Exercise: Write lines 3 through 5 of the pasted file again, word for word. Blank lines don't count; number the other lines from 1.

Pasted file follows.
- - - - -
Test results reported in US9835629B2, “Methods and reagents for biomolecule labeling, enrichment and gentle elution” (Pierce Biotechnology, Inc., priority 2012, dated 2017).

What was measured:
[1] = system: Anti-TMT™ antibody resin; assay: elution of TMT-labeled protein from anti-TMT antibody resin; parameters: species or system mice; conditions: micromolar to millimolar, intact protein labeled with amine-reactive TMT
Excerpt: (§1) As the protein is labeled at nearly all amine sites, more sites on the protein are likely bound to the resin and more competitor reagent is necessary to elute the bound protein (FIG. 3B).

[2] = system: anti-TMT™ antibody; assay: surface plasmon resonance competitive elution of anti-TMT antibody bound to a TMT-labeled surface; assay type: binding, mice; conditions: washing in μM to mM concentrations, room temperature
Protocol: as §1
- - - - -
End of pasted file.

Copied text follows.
[1] = system: Anti-TMT™ antibody resin; assay: elution of TMT-labeled protein from anti-TMT antibody resin; parameters: species or system mice; conditions: micromolar to millimolar, intact protein labeled with amine-reactive TMT
Excerpt: (§1) As the protein is labeled at nearly all amine sites, more sites on the protein are likely bound to the resin and more competitor reagent is necessary to elute the bound protein (FIG. 3B).

[2] = system: anti-TMT™ antibody; assay: surface plasmon resonance competitive elution of anti-TMT antibody bound to a TMT-labeled surface; assay type: binding, mice; conditions: washing in μM to mM concentrations, room temperature